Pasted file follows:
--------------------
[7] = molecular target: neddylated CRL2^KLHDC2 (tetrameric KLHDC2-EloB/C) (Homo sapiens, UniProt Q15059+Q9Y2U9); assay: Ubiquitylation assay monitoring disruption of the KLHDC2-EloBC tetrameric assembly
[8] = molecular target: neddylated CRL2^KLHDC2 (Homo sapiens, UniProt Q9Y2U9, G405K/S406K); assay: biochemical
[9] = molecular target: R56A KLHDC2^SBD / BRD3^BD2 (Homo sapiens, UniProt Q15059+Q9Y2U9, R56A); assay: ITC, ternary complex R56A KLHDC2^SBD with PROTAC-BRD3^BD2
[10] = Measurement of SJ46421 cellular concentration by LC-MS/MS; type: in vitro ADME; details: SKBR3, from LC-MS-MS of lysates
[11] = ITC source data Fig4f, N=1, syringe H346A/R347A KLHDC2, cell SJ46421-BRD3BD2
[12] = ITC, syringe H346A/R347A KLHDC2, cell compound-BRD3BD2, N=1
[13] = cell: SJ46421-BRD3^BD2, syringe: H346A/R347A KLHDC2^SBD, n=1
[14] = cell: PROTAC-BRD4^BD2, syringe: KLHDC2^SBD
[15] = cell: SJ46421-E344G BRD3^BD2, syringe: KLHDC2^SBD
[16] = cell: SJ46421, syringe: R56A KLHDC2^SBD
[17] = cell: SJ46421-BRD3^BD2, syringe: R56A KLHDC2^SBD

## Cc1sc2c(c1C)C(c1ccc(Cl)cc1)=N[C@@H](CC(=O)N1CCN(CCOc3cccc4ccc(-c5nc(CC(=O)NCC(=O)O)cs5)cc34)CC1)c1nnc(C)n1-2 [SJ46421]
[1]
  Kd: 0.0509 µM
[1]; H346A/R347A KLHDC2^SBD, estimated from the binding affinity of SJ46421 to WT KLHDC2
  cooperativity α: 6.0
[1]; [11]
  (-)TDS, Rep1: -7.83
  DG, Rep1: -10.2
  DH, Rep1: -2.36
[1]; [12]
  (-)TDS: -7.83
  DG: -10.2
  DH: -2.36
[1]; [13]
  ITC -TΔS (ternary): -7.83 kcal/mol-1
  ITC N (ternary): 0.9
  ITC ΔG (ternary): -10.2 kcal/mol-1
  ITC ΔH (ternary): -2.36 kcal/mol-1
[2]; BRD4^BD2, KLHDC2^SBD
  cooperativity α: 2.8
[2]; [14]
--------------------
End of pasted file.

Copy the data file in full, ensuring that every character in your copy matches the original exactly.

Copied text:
[7] = molecular target: neddylated CRL2^KLHDC2 (tetrameric KLHDC2-EloB/C) (Homo sapiens, UniProt Q15059+Q9Y2U9); assay: Ubiquitylation assay monitoring disruption of the KLHDC2-EloBC tetrameric assembly
[8] = molecular target: neddylated CRL2^KLHDC2 (Homo sapiens, UniProt Q9Y2U9, G405K/S406K); assay: biochemical
[9] = molecular target: R56A KLHDC2^SBD / BRD3^BD2 (Homo sapiens, UniProt Q15059+Q9Y2U9, R56A); assay: ITC, ternary complex R56A KLHDC2^SBD with PROTAC-BRD3^BD2
[10] = Measurement of SJ46421 cellular concentration by LC-MS/MS; type: in vitro ADME; details: SKBR3, from LC-MS-MS of lysates
[11] = ITC source data Fig4f, N=1, syringe H346A/R347A KLHDC2, cell SJ46421-BRD3BD2
[12] = ITC, syringe H346A/R347A KLHDC2, cell compound-BRD3BD2, N=1
[13] = cell: SJ46421-BRD3^BD2, syringe: H346A/R347A KLHDC2^SBD, n=1
[14] = cell: PROTAC-BRD4^BD2, syringe: KLHDC2^SBD
[15] = cell: SJ46421-E344G BRD3^BD2, syringe: KLHDC2^SBD
[16] = cell: SJ46421, syringe: R56A KLHDC2^SBD
[17] = cell: SJ46421-BRD3^BD2, syringe: R56A KLHDC2^SBD

## Cc1sc2c(c1C)C(c1ccc(Cl)cc1)=N[C@@H](CC(=O)N1CCN(CCOc3cccc4ccc(-c5nc(CC(=O)NCC(=O)O)cs5)cc34)CC1)c1nnc(C)n1-2 [SJ46421]
[1]
  Kd: 0.0509 µM
[1]; H346A/R347A KLHDC2^SBD, estimated from the binding affinity of SJ46421 to WT KLHDC2
  cooperativity α: 6.0
[1]; [11]
  (-)TDS, Rep1: -7.83
  DG, Rep1: -10.2
  DH, Rep1: -2.36
[1]; [12]
  (-)TDS: -7.83
  DG: -10.2
  DH: -2.36
[1]; [13]
  ITC -TΔS (ternary): -7.83 kcal/mol-1
  ITC N (ternary): 0.9
  ITC ΔG (ternary): -10.2 kcal/mol-1
  ITC ΔH (ternary): -2.36 kcal/mol-1
[2]; BRD4^BD2, KLHDC2^SBD
  cooperativity α: 2.8
[2]; [14]